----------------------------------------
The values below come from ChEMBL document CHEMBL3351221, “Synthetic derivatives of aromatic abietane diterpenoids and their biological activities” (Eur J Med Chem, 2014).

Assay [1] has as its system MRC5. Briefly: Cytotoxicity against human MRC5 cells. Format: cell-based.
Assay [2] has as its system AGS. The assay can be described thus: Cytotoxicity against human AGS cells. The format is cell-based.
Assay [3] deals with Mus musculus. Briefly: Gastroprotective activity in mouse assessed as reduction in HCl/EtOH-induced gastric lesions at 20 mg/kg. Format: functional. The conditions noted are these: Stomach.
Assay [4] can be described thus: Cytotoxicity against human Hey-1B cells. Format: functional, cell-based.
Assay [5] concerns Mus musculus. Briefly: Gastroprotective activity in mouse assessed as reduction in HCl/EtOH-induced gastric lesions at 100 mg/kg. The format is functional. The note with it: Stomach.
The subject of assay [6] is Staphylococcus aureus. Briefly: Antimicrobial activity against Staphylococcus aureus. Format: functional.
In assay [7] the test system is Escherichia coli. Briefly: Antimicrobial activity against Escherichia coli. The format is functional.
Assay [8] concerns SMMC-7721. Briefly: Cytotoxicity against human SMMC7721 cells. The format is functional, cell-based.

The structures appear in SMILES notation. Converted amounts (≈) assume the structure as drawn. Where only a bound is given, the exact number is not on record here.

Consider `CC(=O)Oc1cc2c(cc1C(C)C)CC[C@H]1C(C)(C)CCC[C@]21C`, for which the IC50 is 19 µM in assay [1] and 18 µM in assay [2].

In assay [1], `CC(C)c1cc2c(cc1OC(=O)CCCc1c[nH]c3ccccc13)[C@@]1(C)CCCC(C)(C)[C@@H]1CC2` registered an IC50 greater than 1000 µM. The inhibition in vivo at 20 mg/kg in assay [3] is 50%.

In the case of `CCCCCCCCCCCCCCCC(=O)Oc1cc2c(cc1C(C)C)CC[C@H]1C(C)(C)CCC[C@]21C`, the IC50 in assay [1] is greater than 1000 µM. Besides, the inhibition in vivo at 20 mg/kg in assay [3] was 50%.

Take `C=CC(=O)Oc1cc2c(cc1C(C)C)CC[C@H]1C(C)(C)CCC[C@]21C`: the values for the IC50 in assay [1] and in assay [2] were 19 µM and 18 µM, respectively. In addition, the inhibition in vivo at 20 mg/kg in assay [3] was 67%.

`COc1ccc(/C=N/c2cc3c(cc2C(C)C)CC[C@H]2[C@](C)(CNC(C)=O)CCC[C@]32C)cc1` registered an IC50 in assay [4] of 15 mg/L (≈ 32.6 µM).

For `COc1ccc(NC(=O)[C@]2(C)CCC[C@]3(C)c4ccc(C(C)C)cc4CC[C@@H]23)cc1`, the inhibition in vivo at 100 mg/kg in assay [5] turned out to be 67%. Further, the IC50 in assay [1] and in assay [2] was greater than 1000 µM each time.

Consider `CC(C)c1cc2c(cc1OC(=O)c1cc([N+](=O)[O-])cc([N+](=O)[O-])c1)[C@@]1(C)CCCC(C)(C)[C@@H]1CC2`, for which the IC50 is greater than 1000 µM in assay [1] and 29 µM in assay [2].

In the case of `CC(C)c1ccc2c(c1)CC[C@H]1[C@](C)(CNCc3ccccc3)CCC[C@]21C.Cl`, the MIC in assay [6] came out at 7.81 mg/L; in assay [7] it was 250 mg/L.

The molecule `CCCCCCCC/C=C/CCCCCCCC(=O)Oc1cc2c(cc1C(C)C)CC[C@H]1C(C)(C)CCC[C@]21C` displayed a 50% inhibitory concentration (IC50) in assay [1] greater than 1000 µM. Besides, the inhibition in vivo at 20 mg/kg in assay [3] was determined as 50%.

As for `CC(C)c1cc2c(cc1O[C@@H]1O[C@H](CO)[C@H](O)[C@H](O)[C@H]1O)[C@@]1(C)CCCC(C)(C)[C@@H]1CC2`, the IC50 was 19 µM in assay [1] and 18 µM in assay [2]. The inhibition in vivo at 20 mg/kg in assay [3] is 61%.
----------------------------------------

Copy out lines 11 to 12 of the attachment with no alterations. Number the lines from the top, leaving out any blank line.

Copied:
Consider `CC(=O)Oc1cc2c(cc1C(C)C)CC[C@H]1C(C)(C)CCC[C@]21C`, for which the IC50 is 19 µM in assay [1] and 18 µM in assay [2].

In assay [1], `CC(C)c1cc2c(cc1OC(=O)CCCc1c[nH]c3ccccc13)[C@@]1(C)CCCC(C)(C)[C@@H]1CC2` registered an IC50 greater than 1000 µM. The inhibition in vivo at 20 mg/kg in assay [3] is 50%.